Cloudflare has a network of servers which run DNS resolvers. These resolvers are what your computer uses to connect to the internet. A DNS server takes the text name or number of a website and maps it to an IP address. If a customer were to use Cloudflare’s DNS, they would have less threats of being hacked and fewer DDOS attacks. In order for this to work, the DNS resolver must be pointed at Cloudflare instead of its own provider in order for it to be secure.

In order to make it easier for customers to use the DNS resolvers, Cloudflare recommends that they point their DNS resolvers at Cloudflare itself. By doing this, the customer will not have downtime and attacks from DDOS attacks and hackers. However, if they are not pointed at Cloudflare, the security measures placed on their own provider will prevent many DDOS attacks.

Cloudflare has many ways that customers can configure their DNS resolvers, however for most non-technical people, this can be a confusing process. Cloudflare recommends that their customers use the Universal Resolver (Unresolver) which will automatically point towards Cloudflare and automatically protect against DDOS attacks. Cloudflare also provides a Dynamic DNS Service as well.

Cloudflare’s Universal Resolver is a DNS configuration that allows their customers to have secure DNS resolvers. It will automatically point at the Cloudflare yet still provide the same level of security that their customers would have with the dynamic DNS service. The Unresolver program allows all of Cloudflare’s one-click features as well as other features like automatic server maintenance through a new backup system, support for DNSSEC, and Automatic Zone Transfer (Zone Transfers).

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An issue with Cloudflare’s Universal Resolver is that customers do not need to know what DNS Server they are using. Some users are worried that their DNS server is not secure and could cause issues with the services they normally use. The other issue with the Unresolver is that it does not allow for any changes to be made to it. If a customer needs to change something about their resolver, they would have to contact Cloudflare and then wait for a response in order to make the changes.

Cloudflare will not provide a Dynamic DNS service. If a customer needs to use dynamic DNS, they would have to do so themselves and hope that their DNS server is secure. Cloudflare offers a Dynamic DNS service as of 2013. Cloudflare also offers Automatic DDoS Mitigation (DDoS mitigation) which works with Creative Cloud’s (Adobe’s) services. However, the mitigation is not able to protect themselves against DDOS attacks like Cloudflare can.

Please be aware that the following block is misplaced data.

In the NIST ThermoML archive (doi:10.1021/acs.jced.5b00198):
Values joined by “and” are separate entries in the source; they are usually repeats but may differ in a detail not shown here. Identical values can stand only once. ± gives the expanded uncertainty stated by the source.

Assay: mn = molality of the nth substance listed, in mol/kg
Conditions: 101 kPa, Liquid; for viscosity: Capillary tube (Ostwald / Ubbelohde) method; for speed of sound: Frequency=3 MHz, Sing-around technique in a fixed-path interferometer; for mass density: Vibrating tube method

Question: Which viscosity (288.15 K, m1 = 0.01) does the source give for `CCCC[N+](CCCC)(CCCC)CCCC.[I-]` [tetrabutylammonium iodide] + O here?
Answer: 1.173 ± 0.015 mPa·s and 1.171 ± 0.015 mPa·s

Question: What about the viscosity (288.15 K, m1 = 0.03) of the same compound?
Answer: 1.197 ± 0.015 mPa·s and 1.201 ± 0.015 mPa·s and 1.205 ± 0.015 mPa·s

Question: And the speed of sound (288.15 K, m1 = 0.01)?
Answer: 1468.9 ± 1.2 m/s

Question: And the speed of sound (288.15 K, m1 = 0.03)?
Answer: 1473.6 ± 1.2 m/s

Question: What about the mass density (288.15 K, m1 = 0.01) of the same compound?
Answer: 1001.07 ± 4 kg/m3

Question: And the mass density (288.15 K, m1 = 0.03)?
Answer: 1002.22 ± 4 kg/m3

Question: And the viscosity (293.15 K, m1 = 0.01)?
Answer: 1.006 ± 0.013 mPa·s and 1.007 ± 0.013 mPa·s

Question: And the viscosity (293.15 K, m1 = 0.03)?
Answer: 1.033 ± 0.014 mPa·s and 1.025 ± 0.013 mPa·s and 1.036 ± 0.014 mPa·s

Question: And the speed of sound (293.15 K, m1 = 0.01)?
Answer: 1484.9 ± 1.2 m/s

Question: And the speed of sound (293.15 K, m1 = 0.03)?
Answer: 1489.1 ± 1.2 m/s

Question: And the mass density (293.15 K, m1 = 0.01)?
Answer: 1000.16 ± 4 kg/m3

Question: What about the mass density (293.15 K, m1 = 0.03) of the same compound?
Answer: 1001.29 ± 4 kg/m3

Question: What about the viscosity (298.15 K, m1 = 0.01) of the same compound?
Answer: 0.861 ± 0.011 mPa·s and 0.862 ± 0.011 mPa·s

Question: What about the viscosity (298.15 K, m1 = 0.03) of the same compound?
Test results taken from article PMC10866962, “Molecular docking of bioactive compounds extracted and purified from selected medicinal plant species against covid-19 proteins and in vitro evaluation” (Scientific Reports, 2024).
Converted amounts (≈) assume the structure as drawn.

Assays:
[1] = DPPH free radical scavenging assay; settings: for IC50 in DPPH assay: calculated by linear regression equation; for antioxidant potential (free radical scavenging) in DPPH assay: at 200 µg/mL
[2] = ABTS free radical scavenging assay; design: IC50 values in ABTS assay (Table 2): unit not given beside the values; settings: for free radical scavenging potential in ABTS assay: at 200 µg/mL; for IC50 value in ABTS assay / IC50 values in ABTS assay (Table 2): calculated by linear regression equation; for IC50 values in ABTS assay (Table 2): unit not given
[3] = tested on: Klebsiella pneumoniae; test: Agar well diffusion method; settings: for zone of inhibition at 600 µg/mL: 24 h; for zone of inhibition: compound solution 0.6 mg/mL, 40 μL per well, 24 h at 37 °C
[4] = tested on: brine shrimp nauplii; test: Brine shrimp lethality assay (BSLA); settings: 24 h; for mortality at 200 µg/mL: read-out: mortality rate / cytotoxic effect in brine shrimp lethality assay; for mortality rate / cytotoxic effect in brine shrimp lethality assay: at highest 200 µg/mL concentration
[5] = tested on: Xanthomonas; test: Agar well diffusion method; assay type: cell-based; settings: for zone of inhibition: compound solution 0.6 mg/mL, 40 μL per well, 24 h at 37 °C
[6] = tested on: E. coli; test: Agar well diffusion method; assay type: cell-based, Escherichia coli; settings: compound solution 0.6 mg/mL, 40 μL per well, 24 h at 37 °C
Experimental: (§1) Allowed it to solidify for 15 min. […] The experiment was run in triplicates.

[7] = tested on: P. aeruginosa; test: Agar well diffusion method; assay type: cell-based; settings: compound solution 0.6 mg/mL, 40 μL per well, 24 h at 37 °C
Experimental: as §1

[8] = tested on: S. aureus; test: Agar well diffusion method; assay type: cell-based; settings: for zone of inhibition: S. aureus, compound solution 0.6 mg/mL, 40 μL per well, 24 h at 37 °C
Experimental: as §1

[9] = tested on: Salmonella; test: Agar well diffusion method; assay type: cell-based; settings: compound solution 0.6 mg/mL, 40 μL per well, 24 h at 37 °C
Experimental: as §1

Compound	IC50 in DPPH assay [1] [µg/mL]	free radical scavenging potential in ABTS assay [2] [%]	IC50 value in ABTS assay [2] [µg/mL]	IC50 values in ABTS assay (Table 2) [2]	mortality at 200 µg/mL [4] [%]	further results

Cloudflare’s Universal Resolver appears to be a good solution for customers who need to use a DNS resolver. However, there are some issues with it. It seems that this solution is better for technical users than non-technical users. Cloudflare recommends that their customers use the Universal Resolver in order to increase security and prevent DDOS attacks.

Cloudflare told News.com.au that the outage affected its customers’ ability to connect to data centres in Hong Kong, London and Paris. This meant that customers in Asia, Europe, and Australia were impacted by the outage as well. A total of 611 customers were affected by this outage which was caused by a “misdirected” customer query to Cloudflare’s name servers causing the servers to reboot causing issues with other servers and not allowing them to come back online.

Cloudflare has been a vital part of many companies’ security and performance since their inception in 2010. Since their first outage, Cloudflare has had multiple outages and the most recent one occurred on Feb 28, 2019. The latest outage lasted an hour and a half and was caused by internal issues on Cloudflare’s end.

Cloudflare told the AP that they spent an hour and a half trying to restore service after the internal issues causing the outage were fixed. Many people noticed this outage as services like Uber, Fitbit, Discord, and OKCupid were all down for about an hour and a half. Some of the services may not have been directly affected by the outage but many people took to twitter expressing their frustration with not being able to use these sites.

Cloudflare is an internet security company who claims to offer their customers the ability to “build a web application firewall in less than 10 minutes”. Their services are attempting to prevent DDOS attacks and other security issues. The main goal of Cloudflare is that they want to help websites become faster, safer, and more reliable without having to deal with the technical problems that go along with hosting their website.

Cloudflare is offering a “free trial” to all of their customers who want to try out Cloudflare’s services and see if they can be helpful to their site’s security. People who want to try out Cloudflare are asked a series of questions that help capture the details about their website and how they would like Cloudflare to work with them. These details are sent to a specialist at Cloudflare who will then determine if this service could be useful for the customer.